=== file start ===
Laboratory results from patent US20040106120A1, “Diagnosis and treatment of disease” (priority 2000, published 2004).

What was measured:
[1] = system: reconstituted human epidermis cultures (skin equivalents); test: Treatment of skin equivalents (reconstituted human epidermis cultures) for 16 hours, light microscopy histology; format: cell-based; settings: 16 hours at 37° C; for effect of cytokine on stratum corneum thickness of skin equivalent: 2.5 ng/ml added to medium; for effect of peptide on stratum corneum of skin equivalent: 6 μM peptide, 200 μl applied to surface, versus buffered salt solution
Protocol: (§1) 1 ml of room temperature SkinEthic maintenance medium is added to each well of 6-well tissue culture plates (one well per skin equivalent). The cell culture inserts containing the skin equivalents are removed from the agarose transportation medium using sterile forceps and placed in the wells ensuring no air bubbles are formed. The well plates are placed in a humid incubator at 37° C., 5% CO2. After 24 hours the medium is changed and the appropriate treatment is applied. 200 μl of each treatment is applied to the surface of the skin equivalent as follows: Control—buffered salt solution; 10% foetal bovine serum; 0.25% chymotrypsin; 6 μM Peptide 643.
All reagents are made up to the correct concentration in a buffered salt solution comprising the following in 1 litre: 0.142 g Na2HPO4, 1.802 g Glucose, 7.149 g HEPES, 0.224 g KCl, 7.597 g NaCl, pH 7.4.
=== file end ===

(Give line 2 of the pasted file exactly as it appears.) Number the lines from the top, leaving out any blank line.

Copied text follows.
What was measured: